On Missions, the only thing that is served is the person having their G's going up their butt crack and up their leg. And all so Salt Lake can have greater numbers. If you get sick, you did not work hard enough, or you did something wrong and are not being...(Pavlov) blessed. Sometimes our desires to have "strangers" like us and tell us we are good is a destructive force. These guys in Salt Lake are stuck!

They have to be in a Church position for their personal fortunes as well. They gain customers, they gain sales reps, they gain money from the light that glows from their position in the LDS Church. Oh, you need to work for XYZ company because we are LDS owned and operated. That to me is the very reason I would run from it. I will not march lock step, as that are what those "Mormon Words" mean. You will work for us, you will got Sacrament meeting, EQ, RS, and others things. If you don't, well, you will not be blessed...temed.

There is no blessing that comes from Serving a Mission past organisational skills, possibly a second language that could be gotten from the public library. AND YOU KEEP YOUR LIFE!

ok, I'm getting off the stump now. Time to eat some food, play with the Rots and have a great Saturday!

Don, in Las Vegas

However, I use the words "Two year stint" more and more.
I think one thing that's interesting is how two people can see the same experience so differently. My mission was horrible. I hated it. But I just met up with one of my old companions the other day and I was talking to her about this one experience we shared (where are mission president ripped into us about how little faith we had and we needed to exercise more and that is why we weren't getting the baptisms.) We both were crying after his little visit and talking about it. I even sent him a letter telling him how inappropriate it was what he did to us. But as I was talking to my ex-companion, she could barely remember that experience. She just said oh, I vaguely recall that. But didn't say much else. Apparently she has blocked out all the bad and kept all the good including what a wonderful mission president we had...um, no, the guy was a complete a-hole along with his wife. I had so few good things that the bad ones just stand out...it was pretty much the whole time. While since she has held on to her faith, the good stuff needs to stand out, I guess. It was so fascinating to see how she had blocked out that whole episode....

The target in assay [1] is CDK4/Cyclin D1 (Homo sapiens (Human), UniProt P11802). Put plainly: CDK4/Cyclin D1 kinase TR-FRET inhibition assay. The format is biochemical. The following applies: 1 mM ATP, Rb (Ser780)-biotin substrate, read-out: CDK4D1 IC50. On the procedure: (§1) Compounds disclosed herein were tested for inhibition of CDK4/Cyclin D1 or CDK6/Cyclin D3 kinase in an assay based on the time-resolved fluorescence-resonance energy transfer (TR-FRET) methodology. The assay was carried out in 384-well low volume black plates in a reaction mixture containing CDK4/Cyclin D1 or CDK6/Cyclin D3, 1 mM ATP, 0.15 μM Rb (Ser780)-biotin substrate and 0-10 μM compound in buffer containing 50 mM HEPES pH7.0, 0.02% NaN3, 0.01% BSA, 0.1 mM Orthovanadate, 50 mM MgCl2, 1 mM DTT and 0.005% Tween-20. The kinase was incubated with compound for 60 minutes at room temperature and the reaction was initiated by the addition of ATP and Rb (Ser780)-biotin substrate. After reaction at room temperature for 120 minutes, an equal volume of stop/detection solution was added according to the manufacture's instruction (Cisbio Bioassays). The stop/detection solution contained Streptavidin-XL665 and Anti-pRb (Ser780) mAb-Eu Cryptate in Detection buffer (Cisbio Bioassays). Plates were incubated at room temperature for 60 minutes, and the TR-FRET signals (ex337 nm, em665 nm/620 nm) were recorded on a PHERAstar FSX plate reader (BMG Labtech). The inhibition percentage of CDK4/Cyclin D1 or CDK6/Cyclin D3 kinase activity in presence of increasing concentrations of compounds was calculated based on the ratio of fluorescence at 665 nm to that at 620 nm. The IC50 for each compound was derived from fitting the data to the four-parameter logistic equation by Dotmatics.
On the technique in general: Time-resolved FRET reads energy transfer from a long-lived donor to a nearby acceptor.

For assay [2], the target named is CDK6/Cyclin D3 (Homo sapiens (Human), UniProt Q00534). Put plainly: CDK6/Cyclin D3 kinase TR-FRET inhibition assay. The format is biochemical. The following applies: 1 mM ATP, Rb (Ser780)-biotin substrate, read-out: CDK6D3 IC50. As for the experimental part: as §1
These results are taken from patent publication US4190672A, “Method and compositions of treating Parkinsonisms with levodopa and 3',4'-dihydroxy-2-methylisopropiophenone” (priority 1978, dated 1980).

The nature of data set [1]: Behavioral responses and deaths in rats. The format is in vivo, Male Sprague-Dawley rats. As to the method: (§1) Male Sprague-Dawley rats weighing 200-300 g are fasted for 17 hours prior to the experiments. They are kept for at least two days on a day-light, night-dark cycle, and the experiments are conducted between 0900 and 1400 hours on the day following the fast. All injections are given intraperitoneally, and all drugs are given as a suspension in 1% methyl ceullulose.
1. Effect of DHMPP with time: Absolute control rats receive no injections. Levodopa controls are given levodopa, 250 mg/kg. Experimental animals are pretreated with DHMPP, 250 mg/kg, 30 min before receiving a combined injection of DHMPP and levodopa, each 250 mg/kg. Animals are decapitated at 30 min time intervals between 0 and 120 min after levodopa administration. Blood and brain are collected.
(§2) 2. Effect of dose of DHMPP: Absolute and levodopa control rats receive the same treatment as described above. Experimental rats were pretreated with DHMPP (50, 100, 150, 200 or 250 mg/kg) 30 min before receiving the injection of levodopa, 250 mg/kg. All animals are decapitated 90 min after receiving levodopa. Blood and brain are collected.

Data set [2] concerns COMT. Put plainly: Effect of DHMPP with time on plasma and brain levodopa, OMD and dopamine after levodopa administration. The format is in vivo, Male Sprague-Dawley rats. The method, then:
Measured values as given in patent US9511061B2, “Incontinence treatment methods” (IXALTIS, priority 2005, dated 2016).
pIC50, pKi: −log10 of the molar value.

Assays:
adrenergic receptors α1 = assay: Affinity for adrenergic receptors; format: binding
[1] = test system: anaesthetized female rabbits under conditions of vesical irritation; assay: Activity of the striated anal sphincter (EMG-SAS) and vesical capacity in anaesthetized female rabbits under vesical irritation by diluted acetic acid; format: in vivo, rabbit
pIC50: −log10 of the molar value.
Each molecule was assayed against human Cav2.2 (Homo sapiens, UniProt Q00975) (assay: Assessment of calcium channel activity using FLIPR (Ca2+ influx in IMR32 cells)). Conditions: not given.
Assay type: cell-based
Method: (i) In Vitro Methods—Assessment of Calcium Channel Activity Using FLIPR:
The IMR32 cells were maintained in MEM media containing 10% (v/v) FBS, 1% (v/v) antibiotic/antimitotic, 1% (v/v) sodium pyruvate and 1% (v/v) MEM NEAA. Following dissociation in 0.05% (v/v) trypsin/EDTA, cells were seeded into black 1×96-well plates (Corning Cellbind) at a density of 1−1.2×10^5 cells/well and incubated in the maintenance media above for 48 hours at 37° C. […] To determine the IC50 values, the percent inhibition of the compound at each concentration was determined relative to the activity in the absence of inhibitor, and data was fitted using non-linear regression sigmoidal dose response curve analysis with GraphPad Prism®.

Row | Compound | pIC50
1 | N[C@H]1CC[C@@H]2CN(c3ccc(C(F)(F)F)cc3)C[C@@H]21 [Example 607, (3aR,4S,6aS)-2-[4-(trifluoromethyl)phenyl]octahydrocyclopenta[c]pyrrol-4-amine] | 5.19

I usually just say go. Did you go on a mission. I went to....I got over the serve phrase pretty darn fast.
I still use the word "served." Could I have done other things with those two years? Of course. But I don't regret it. I didn't feel pressure to go. It was my decision. I enjoyed serving a mission pretty well at the time and still don't mind looking back on it and it's been14 years since I got home. Plus, serving in a very low teaching/baptizing area (the South Dakota Rapid City Mission) I do take a small measure of comfort knowing that I did almost nothing to increase the numbers for the church and I would be amazed if any of those few I did help bring into the church were still active. Also, since teaching and baptizing were so rare, community service was about the most enjoyable part of being on a mission. It was fun volunteering time for city parks and rec, meals on wheels, thrift stores, a museum, the Ronald McDonald House, etc. This stuff was definitely "service" even if we had our tags on.